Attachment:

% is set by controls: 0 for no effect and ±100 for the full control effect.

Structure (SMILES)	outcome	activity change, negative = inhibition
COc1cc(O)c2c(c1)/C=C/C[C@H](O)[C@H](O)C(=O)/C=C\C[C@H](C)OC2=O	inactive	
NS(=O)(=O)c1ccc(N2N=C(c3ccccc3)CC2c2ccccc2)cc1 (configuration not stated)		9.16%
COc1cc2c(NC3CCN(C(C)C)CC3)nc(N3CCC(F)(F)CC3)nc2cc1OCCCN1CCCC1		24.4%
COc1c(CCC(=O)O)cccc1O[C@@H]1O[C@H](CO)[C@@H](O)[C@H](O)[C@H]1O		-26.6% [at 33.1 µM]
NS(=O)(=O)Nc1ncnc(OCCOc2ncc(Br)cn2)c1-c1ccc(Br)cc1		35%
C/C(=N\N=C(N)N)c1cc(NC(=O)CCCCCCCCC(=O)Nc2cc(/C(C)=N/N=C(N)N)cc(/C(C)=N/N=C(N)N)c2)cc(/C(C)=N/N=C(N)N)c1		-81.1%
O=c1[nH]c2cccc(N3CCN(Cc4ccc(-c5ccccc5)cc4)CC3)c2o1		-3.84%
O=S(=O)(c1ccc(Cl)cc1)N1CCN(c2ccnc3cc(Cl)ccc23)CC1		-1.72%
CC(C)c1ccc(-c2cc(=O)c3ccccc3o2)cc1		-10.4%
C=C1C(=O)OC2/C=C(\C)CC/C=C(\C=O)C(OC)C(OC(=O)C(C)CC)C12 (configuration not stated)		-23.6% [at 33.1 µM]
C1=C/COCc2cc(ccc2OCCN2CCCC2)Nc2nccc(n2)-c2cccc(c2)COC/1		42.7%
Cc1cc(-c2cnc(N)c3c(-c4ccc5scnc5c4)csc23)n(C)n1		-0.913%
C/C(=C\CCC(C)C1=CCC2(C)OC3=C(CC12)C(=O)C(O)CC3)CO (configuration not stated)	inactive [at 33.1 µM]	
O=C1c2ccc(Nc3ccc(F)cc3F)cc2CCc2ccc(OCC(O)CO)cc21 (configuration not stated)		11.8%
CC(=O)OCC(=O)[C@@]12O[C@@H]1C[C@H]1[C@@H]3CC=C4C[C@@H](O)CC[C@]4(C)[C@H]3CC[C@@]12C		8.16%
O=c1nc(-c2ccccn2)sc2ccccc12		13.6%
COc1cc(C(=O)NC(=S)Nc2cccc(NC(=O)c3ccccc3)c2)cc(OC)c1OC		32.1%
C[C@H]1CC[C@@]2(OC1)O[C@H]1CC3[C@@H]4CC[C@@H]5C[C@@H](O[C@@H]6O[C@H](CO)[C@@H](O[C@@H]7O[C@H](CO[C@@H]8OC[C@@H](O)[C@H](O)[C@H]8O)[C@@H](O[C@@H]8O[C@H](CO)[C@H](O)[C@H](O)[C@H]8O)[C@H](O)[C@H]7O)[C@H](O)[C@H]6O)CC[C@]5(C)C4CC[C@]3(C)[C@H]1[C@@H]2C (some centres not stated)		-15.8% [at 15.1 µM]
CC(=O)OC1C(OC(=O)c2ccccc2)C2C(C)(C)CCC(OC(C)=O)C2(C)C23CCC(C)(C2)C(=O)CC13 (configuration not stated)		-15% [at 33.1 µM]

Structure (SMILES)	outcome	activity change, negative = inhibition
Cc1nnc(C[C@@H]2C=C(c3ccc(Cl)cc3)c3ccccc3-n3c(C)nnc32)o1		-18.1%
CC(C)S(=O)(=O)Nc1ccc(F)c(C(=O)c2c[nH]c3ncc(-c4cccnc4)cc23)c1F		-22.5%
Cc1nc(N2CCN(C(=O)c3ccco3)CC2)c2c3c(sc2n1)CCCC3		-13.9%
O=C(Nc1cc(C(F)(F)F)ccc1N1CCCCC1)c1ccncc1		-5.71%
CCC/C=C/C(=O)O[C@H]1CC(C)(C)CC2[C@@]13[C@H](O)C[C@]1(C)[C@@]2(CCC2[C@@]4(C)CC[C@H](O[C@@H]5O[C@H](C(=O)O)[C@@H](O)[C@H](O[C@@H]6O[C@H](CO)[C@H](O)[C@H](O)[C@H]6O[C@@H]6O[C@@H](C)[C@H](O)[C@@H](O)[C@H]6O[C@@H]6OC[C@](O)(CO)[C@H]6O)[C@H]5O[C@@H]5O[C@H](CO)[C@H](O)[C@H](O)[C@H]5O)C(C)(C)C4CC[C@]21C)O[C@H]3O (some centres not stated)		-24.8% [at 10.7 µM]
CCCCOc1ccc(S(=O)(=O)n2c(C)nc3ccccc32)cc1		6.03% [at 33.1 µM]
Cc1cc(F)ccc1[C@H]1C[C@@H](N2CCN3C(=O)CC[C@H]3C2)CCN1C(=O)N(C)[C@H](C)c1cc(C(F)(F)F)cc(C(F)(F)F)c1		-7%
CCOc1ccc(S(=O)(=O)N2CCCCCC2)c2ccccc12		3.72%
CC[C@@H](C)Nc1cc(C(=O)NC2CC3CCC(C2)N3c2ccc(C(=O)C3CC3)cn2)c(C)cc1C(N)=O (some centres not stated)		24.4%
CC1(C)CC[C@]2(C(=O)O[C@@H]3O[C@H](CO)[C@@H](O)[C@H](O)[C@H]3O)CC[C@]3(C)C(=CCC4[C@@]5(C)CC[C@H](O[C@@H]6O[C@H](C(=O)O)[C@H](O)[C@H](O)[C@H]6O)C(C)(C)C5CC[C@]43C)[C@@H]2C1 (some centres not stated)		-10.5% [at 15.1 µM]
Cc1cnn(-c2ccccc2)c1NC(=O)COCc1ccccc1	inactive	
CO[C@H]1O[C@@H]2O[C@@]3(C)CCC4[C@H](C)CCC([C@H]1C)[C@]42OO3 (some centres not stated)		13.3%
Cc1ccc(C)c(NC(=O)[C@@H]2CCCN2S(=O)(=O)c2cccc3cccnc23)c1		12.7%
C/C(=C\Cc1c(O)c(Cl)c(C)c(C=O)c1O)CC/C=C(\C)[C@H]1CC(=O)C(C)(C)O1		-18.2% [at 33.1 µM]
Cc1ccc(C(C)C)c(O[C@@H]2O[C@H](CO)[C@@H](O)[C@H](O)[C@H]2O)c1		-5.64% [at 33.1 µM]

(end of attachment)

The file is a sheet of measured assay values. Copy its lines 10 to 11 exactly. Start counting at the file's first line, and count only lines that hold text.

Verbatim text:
O=S(=O)(c1ccc(Cl)cc1)N1CCN(c2ccnc3cc(Cl)ccc23)CC1		-1.72%
CC(C)c1ccc(-c2cc(=O)c3ccccc3o2)cc1		-10.4%